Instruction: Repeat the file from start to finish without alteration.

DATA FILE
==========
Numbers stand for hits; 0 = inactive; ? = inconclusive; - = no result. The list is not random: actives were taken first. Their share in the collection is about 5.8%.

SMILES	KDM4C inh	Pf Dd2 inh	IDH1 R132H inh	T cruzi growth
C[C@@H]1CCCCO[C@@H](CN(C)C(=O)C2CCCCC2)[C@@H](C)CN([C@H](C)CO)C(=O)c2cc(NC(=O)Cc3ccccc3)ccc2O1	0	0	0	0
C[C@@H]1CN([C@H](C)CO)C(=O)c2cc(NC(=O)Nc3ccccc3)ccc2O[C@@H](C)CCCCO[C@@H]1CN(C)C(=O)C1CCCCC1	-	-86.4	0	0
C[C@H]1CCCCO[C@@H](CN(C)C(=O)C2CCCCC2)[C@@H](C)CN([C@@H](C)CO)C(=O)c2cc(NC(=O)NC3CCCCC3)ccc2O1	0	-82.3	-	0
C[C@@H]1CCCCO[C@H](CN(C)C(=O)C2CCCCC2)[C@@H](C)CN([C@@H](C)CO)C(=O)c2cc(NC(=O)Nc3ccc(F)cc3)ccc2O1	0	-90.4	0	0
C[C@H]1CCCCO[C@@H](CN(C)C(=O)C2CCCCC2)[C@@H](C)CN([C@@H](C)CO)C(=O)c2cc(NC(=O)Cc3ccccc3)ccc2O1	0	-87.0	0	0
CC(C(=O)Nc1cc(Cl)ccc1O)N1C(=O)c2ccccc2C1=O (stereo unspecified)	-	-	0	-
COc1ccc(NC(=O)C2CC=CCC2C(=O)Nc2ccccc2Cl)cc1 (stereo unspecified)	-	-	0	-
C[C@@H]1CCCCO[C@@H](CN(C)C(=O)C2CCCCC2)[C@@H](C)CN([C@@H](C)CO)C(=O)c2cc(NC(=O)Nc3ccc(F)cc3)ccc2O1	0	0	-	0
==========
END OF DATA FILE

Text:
Numbers stand for hits; 0 = inactive; ? = inconclusive; - = no result. The list is not random: actives were taken first. Their share in the collection is about 5.8%.

SMILES	KDM4C inh	Pf Dd2 inh	IDH1 R132H inh	T cruzi growth
C[C@@H]1CCCCO[C@@H](CN(C)C(=O)C2CCCCC2)[C@@H](C)CN([C@H](C)CO)C(=O)c2cc(NC(=O)Cc3ccccc3)ccc2O1	0	0	0	0
C[C@@H]1CN([C@H](C)CO)C(=O)c2cc(NC(=O)Nc3ccccc3)ccc2O[C@@H](C)CCCCO[C@@H]1CN(C)C(=O)C1CCCCC1	-	-86.4	0	0
C[C@H]1CCCCO[C@@H](CN(C)C(=O)C2CCCCC2)[C@@H](C)CN([C@@H](C)CO)C(=O)c2cc(NC(=O)NC3CCCCC3)ccc2O1	0	-82.3	-	0
C[C@@H]1CCCCO[C@H](CN(C)C(=O)C2CCCCC2)[C@@H](C)CN([C@@H](C)CO)C(=O)c2cc(NC(=O)Nc3ccc(F)cc3)ccc2O1	0	-90.4	0	0
C[C@H]1CCCCO[C@@H](CN(C)C(=O)C2CCCCC2)[C@@H](C)CN([C@@H](C)CO)C(=O)c2cc(NC(=O)Cc3ccccc3)ccc2O1	0	-87.0	0	0
CC(C(=O)Nc1cc(Cl)ccc1O)N1C(=O)c2ccccc2C1=O (stereo unspecified)	-	-	0	-
COc1ccc(NC(=O)C2CC=CCC2C(=O)Nc2ccccc2Cl)cc1 (stereo unspecified)	-	-	0	-
C[C@@H]1CCCCO[C@@H](CN(C)C(=O)C2CCCCC2)[C@@H](C)CN([C@@H](C)CO)C(=O)c2cc(NC(=O)Nc3ccc(F)cc3)ccc2O1	0	0	-	0